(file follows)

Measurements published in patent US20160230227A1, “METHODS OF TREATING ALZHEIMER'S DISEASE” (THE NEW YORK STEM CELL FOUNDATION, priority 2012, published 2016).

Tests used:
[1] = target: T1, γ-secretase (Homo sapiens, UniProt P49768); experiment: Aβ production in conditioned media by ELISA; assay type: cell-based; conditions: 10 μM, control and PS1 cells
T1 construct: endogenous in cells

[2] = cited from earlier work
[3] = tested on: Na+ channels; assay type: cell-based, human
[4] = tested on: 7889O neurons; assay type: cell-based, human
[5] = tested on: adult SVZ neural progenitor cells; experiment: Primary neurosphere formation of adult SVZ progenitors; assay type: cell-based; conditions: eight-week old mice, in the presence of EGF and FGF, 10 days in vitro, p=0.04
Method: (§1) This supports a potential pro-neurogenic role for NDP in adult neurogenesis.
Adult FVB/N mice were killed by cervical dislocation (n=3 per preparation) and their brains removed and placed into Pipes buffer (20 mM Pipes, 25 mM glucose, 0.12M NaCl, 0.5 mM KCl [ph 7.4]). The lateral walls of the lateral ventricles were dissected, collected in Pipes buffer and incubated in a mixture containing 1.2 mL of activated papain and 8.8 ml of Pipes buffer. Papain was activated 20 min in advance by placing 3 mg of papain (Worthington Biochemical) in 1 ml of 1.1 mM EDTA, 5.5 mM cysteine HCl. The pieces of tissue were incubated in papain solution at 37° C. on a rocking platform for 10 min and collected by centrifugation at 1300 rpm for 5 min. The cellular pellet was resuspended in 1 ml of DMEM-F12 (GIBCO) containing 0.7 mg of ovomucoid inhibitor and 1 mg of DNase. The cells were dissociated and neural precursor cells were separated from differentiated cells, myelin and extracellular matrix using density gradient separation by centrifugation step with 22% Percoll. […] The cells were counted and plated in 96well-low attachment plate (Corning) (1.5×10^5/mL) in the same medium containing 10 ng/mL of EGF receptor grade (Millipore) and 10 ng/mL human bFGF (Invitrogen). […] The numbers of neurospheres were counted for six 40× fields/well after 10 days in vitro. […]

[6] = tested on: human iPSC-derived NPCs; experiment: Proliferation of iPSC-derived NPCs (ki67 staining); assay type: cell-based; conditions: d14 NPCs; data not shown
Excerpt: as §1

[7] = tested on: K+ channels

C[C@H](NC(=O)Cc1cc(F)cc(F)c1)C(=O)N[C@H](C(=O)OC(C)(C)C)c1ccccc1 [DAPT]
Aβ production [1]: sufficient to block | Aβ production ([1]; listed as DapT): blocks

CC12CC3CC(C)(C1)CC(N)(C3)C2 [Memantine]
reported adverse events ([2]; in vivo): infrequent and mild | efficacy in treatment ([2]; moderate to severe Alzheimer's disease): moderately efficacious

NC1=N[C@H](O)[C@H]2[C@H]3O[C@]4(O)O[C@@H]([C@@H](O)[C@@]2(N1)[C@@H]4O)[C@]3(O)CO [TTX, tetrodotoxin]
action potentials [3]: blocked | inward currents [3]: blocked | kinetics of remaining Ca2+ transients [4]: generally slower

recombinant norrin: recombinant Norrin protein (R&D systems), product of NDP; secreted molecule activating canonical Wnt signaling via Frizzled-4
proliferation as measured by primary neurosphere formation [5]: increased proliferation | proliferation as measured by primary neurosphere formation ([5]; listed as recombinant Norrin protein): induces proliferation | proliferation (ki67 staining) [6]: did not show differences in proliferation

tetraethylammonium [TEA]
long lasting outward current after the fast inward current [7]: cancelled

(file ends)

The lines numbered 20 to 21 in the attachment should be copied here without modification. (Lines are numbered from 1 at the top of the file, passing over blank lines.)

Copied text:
recombinant norrin: recombinant Norrin protein (R&D systems), product of NDP; secreted molecule activating canonical Wnt signaling via Frizzled-4
proliferation as measured by primary neurosphere formation [5]: increased proliferation | proliferation as measured by primary neurosphere formation ([5]; listed as recombinant Norrin protein): induces proliferation | proliferation (ki67 staining) [6]: did not show differences in proliferation